Prasad maintains that the global financial crisis has actually strengthened the U.S. dollar’s prominence and made it the most sought-after currency. He explained this in a Chats in the Stacks book talk at Mann Library Sept. 24, 2014, touching on contemporary issues in international finance.
by Eswar Prasad, Tolani Senior Professor of Trade Policy
The creation of the euro in the late 20th century challenged the U.S. dollar’s position as the world’s leading reserve currency, and the Chinese renminbi has also emerged as a rising competitor. With the recent global financial crisis brought on by political dysfunction in the United States, many continue to speculate that the dollar’s pedestal position in the global economy will likely be displaced.
Eswar Prasad, author of ‘The Dollar Trap,’ maintains that the crisis has actually strengthened the dollar’s prominence in global finance and made it the most sought-after currency. He explained this in a Chats in the Stacks book talk at Mann Library Sept. 24, 2014, touching on contemporary issues in international finance–including the influence of emerging markets, the currency wars, the complexities of the China-U.S. relationship, and the role of institutions such as domestic judiciaries and international lending agencies.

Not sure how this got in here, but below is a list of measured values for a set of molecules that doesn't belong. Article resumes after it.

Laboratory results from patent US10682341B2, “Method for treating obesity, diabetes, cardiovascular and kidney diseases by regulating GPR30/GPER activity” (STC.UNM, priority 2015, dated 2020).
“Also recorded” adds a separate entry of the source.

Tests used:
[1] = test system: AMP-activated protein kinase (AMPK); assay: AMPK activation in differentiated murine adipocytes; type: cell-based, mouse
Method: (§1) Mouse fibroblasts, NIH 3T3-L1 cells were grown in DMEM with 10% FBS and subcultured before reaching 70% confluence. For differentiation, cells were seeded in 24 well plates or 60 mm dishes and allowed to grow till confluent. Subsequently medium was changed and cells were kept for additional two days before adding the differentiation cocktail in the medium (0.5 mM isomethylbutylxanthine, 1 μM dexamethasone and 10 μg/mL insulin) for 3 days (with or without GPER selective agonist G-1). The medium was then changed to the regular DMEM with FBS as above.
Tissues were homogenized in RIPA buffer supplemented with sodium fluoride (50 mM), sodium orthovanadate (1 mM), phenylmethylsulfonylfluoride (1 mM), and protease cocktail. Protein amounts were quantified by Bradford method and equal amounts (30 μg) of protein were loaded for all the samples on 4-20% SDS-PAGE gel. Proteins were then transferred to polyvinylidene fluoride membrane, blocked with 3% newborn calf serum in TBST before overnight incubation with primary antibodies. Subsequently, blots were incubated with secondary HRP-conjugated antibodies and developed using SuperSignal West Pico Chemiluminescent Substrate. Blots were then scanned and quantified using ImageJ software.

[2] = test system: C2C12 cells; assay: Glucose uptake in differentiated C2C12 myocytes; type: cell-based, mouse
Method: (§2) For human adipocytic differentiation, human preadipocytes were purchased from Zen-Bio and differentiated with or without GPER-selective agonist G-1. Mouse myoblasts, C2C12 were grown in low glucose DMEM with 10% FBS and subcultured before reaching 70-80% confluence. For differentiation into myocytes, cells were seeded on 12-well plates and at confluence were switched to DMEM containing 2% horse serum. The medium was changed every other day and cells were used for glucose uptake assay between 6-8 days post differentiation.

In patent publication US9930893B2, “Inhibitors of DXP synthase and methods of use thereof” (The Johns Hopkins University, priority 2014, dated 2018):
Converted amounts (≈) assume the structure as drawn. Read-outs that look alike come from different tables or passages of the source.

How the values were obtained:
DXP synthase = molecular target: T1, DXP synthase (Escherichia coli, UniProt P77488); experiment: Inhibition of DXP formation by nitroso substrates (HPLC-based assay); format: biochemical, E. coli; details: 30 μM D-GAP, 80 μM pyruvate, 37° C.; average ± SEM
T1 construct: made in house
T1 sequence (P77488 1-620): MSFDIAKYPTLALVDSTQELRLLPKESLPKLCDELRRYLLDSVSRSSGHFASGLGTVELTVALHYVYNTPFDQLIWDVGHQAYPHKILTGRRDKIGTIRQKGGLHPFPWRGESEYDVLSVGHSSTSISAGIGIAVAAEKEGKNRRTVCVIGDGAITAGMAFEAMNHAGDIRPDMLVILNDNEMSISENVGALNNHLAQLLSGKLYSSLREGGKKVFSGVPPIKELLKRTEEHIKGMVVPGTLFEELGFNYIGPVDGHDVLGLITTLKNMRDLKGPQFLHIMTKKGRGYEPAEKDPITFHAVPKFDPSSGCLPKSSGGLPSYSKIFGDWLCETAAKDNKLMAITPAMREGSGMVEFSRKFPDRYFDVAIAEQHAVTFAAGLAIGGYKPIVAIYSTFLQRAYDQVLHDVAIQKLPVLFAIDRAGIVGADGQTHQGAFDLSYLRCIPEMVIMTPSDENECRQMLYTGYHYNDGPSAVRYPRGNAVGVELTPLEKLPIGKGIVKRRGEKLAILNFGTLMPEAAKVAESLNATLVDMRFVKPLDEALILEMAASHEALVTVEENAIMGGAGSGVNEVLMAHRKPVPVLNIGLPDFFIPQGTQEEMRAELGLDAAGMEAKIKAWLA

Prasad is the Tolani Senior Professor of Trade Policy at Cornell’s Dyson School of Applied Economics, senior fellow at the Brookings Institution, and research associate at the National Bureau of Economic Research.